Imitation, they say, is the sincerest form of flattery. Publishing has long known it; ask any sports magazine that bills itself as “the new Sports Illustrated.”
In the modern way of Web publishing, The Huffington Post and BuzzFeed are the cool kids in the class. HuffPo perfected the publishing-as-a-platform model that combines aggregation with an open-doors policy to contributors. BuzzFeed has shown the power of viral — and running listicles that get passed around like crazy.
Here are some of the publishers that seem to be using the HuffPo and BuzzFeed as inspiration.
If there’s one outlet that could dethrone the digital doyenne of aggregation, it would be Henry Blodget’s Business Insider. With just as many detractors as the HuffPo, Business Insider has earned a reputation inside the media universe as an aggressive aggregator. And while the site does perform some great journalism, some argue the site’s aggregation model of basically taking an article, adding some words and then sending it out, crosses the line.
In 2010, Forbes opened its platforms to non-professional writers to publish on the site. Lewis D’vorkin, the company’s chief product officer, believes this is “the future of the free press.” But as Digiday noted, opening up a platform to outsiders means a higher possibility that unqualified articles will sit next to premium content. Forbes added another layer to the open-platform approach: The site also launched BrandVoice to allow brands to blog on the venerable outlet.
Bleacher Report in five years went from a four-man blog to $200 million pickup by Turner. The site’s model is designed for an army of bloggers, with 6,000 unpaid writers creating 1,000 articles per day. Nieman Lab wrote last year that B/R, “seems like the next step in the contributor/user content model of online news, where we’re past the idea of whether to let outsiders in and move on to how to make the outsiders better.”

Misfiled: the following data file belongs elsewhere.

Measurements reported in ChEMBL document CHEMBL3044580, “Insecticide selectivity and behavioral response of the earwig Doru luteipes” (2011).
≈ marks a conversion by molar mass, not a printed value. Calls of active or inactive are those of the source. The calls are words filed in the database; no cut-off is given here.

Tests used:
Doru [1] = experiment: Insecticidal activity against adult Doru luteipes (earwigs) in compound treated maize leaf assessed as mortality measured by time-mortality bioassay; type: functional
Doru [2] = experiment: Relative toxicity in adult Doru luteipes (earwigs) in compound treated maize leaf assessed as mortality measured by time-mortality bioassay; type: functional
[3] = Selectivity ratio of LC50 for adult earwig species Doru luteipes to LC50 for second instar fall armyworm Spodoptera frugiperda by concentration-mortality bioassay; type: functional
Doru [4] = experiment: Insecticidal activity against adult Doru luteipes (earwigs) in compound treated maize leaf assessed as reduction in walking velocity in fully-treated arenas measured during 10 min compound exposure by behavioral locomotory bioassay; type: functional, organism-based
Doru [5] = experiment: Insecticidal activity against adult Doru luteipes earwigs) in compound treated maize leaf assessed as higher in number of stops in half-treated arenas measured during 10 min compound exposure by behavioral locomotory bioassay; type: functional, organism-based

The 155-year-old publication has transitioned well into digital, with a combination of high-quality journalism with that of the modern era’s shareable content. You’ll find short bursts of content meant for the Internet on its Atlantic Wire site. For example, in this piece about “When Digital Watermarks Go Wrong,” digestible content sits above and below large images — a staple on BuzzFeed.
Like BuzzFeed, Mashable is rooted in virality. While the company hits on a variety of topics, its underlying philosophy is that everything should be commented upon (the end of each article ends with a question, something like, “What do you think?”) and shared on every single social network. Mashable uses slideshows, photos and videos but also adopted the BuzzFeed-type listicle, like this one about 10 Tantalizing Recipes for your Turkey Leftovers. Perhaps the best example of Mashable’s emulation of BuzzFeed is this adorable video set of 10 Adorable Animals Feeding Other Animals.
Heavy.com, one of the few remaining survivors of the Internet bubble collapse, has been at the forefront of Internet hip. But the company has taken a BuzzFeed approach, going so far as having an entire section called “Buzzworthy.” Even its river has a BuzzFeedy feel to it, as news content sits in stream with entertainment and sports content and, yes, even memes (there’s an entire article, “The 20 Awesomest Memes of 2012,” dedicated to the ever-present meme).
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